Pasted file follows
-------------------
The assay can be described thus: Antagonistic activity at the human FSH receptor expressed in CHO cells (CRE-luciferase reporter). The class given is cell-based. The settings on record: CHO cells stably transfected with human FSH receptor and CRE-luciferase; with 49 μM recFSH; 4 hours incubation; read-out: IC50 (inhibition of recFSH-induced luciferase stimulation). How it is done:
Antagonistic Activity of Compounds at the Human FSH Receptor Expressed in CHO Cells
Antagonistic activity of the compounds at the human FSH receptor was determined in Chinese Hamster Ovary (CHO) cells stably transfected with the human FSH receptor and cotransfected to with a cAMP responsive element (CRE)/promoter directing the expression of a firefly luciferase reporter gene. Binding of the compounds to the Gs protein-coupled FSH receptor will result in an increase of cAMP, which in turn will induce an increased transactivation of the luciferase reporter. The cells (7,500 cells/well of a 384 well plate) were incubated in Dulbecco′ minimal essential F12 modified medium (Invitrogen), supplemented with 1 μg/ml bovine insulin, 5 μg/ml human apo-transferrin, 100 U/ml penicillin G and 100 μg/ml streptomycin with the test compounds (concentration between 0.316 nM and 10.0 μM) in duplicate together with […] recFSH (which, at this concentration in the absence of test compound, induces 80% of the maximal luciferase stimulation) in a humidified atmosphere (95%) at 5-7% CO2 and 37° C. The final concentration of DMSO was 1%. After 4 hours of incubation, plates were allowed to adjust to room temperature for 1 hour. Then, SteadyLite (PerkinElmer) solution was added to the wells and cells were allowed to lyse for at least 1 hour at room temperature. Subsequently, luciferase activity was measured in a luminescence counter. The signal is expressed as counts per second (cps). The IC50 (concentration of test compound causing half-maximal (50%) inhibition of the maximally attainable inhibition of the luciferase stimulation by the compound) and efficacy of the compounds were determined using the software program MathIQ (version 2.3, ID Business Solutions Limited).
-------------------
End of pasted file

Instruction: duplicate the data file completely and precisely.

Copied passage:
The assay can be described thus: Antagonistic activity at the human FSH receptor expressed in CHO cells (CRE-luciferase reporter). The class given is cell-based. The settings on record: CHO cells stably transfected with human FSH receptor and CRE-luciferase; with 49 μM recFSH; 4 hours incubation; read-out: IC50 (inhibition of recFSH-induced luciferase stimulation). How it is done:
Antagonistic Activity of Compounds at the Human FSH Receptor Expressed in CHO Cells
Antagonistic activity of the compounds at the human FSH receptor was determined in Chinese Hamster Ovary (CHO) cells stably transfected with the human FSH receptor and cotransfected to with a cAMP responsive element (CRE)/promoter directing the expression of a firefly luciferase reporter gene. Binding of the compounds to the Gs protein-coupled FSH receptor will result in an increase of cAMP, which in turn will induce an increased transactivation of the luciferase reporter. The cells (7,500 cells/well of a 384 well plate) were incubated in Dulbecco′ minimal essential F12 modified medium (Invitrogen), supplemented with 1 μg/ml bovine insulin, 5 μg/ml human apo-transferrin, 100 U/ml penicillin G and 100 μg/ml streptomycin with the test compounds (concentration between 0.316 nM and 10.0 μM) in duplicate together with […] recFSH (which, at this concentration in the absence of test compound, induces 80% of the maximal luciferase stimulation) in a humidified atmosphere (95%) at 5-7% CO2 and 37° C. The final concentration of DMSO was 1%. After 4 hours of incubation, plates were allowed to adjust to room temperature for 1 hour. Then, SteadyLite (PerkinElmer) solution was added to the wells and cells were allowed to lyse for at least 1 hour at room temperature. Subsequently, luciferase activity was measured in a luminescence counter. The signal is expressed as counts per second (cps). The IC50 (concentration of test compound causing half-maximal (50%) inhibition of the maximally attainable inhibition of the luciferase stimulation by the compound) and efficacy of the compounds were determined using the software program MathIQ (version 2.3, ID Business Solutions Limited).